Stephanie Maslansky returned as the costume designer for Jessica Jones from Daredevil,[53] and was assisted on the first episode by Jenn Rogien, who crafted Jessica Jones' costume of leather jacket, faded jeans, and boots.[54] Maslansky's fashion choices for each character were influenced by their comic incarnations, with her saying, "You really have to study your history of the original characters and see how they dress, how they were originally drawn, how they evolved through the years in these comics. And what you might discover is that, as illustrated, they kind of do wear the same thing all the time." Maslansky also stated that "everyone has a very specific look, and you can vary within that look, but it’s not over the top. It has to feel realistic and feel very grounded in this authentic reality we’ve created in Hell’s Kitchen."[55] On Jones's costume, Maslansky said she "considers her clothing to be an armor and a shield and something that helps her maintain a distance from other people and privacy. It keeps her from having to deal with the rest of humanity in a certain sort of way." At least 10 versions of Jones's jacket were made, which started as an Acne Studios leather motorcycle jacket that had any "bells and whistles and any additional superfluous design details" removed, while 20 pairs of jeans were used, with both being aged and distressed.[54]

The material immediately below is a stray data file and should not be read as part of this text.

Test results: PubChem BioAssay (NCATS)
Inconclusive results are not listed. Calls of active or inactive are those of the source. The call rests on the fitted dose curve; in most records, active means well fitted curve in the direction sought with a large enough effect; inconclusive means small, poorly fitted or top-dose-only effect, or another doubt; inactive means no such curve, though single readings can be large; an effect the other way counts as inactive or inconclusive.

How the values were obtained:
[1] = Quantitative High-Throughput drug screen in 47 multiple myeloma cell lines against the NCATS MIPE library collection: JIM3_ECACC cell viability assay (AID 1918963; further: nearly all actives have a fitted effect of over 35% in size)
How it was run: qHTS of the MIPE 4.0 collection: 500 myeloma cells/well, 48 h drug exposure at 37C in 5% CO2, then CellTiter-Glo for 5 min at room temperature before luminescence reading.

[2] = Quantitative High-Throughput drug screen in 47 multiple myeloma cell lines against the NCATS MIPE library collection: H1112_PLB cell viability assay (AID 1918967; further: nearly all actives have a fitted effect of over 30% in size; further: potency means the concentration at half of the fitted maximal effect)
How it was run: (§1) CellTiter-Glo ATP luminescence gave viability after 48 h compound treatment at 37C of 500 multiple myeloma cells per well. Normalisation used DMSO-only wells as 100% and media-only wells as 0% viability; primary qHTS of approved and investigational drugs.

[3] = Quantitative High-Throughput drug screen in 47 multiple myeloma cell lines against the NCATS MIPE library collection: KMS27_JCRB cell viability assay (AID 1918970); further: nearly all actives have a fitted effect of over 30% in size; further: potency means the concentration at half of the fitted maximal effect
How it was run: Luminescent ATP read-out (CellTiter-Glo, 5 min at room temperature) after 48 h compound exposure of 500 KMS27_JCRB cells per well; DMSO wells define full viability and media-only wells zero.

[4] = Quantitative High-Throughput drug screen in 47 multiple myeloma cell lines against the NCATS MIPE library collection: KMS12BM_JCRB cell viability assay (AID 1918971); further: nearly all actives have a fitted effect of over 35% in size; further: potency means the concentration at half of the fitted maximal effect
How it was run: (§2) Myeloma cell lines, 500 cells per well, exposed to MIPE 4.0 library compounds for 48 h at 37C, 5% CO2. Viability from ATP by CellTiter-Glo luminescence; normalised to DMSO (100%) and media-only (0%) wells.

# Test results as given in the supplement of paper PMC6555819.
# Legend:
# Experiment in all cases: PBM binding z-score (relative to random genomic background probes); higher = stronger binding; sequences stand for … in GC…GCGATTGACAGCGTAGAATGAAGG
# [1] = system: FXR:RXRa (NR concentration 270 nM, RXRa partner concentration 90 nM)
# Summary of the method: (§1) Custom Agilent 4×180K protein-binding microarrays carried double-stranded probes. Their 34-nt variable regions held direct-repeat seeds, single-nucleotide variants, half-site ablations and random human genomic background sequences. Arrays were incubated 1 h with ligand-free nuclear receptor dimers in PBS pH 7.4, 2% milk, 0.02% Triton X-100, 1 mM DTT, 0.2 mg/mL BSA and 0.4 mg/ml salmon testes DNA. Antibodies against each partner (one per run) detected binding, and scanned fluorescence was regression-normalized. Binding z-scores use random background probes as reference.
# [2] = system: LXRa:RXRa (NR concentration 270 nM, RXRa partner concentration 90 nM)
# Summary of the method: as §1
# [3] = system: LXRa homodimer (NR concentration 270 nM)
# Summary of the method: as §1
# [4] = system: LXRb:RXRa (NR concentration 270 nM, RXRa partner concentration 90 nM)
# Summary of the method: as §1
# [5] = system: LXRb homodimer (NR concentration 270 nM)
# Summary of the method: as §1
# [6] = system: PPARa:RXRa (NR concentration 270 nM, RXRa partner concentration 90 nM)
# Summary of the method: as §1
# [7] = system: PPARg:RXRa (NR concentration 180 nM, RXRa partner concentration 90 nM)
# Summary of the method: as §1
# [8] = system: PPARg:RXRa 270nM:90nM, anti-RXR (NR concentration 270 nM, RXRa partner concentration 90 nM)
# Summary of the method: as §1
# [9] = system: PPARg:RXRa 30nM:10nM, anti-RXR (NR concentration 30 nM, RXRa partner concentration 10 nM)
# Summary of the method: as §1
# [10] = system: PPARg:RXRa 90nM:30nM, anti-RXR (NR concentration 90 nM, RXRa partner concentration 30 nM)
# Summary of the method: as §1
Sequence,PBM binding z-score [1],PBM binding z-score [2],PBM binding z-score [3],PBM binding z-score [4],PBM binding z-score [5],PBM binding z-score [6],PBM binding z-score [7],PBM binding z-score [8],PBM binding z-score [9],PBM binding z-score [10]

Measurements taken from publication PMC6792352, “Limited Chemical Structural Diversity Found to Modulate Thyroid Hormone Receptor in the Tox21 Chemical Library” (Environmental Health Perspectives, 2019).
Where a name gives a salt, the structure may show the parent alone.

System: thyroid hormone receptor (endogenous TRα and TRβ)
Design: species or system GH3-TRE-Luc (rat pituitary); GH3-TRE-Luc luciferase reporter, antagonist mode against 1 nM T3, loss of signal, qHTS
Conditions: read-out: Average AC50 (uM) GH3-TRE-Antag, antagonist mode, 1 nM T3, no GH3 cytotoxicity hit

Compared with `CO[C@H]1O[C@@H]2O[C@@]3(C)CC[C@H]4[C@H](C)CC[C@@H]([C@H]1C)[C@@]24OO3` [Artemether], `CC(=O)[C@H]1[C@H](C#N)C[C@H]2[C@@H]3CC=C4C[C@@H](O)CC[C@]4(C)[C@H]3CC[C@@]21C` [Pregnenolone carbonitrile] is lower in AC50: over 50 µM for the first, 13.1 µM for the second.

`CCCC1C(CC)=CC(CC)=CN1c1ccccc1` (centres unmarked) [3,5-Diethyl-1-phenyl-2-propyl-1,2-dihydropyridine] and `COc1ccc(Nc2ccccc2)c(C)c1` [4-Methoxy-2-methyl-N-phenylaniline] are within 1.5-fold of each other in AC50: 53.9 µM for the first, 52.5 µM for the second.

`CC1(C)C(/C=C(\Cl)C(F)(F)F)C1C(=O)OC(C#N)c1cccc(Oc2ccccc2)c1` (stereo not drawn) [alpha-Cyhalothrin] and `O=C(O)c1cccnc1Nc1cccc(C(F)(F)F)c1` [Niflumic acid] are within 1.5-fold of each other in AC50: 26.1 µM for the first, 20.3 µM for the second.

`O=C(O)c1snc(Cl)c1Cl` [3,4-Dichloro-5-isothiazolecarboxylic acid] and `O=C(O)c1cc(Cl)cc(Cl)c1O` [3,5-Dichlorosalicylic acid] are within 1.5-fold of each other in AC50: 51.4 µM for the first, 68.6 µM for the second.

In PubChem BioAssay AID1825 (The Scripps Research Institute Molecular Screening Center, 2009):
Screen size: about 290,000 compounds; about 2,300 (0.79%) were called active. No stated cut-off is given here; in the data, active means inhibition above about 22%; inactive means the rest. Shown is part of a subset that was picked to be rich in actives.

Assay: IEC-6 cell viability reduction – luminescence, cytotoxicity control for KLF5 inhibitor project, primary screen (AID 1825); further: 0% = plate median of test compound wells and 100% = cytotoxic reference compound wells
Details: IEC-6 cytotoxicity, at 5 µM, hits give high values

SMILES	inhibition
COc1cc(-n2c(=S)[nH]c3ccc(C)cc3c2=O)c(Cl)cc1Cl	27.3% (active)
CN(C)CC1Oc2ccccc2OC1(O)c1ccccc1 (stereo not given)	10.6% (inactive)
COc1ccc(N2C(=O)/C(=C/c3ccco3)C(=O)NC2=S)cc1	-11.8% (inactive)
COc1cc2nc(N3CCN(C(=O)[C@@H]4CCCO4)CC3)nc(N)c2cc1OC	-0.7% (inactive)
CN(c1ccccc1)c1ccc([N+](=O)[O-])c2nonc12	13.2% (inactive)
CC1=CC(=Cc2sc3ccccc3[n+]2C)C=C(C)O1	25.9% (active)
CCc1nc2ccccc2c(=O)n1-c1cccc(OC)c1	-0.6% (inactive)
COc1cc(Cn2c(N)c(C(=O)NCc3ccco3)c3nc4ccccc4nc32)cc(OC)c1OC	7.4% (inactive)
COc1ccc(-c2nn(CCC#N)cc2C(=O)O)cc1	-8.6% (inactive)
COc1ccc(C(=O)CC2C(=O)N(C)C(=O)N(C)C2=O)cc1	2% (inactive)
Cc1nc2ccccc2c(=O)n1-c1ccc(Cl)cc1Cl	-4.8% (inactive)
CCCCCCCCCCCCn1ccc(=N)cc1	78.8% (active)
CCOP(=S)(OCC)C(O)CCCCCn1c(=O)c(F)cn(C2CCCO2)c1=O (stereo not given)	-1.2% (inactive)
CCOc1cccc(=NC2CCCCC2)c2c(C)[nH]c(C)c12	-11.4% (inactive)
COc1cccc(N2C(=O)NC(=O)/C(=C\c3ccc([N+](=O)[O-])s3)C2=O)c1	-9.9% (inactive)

Title sequence

External video
The opening title sequence of Jessica Jones, showcasing David Mack's artwork and composer Sean Callery's main theme for the series.

The series' title sequence, created by Imaginary Forces,[56] incorporates the jazz-style theme from composer Sean Callery mixed with artwork by David Mack, the cover artist for the original Alias comic,[57] "taking [the viewer] around seedier, noir-esque corners of Hell’s Kitchen, as if through Jessica’s eyes".[58]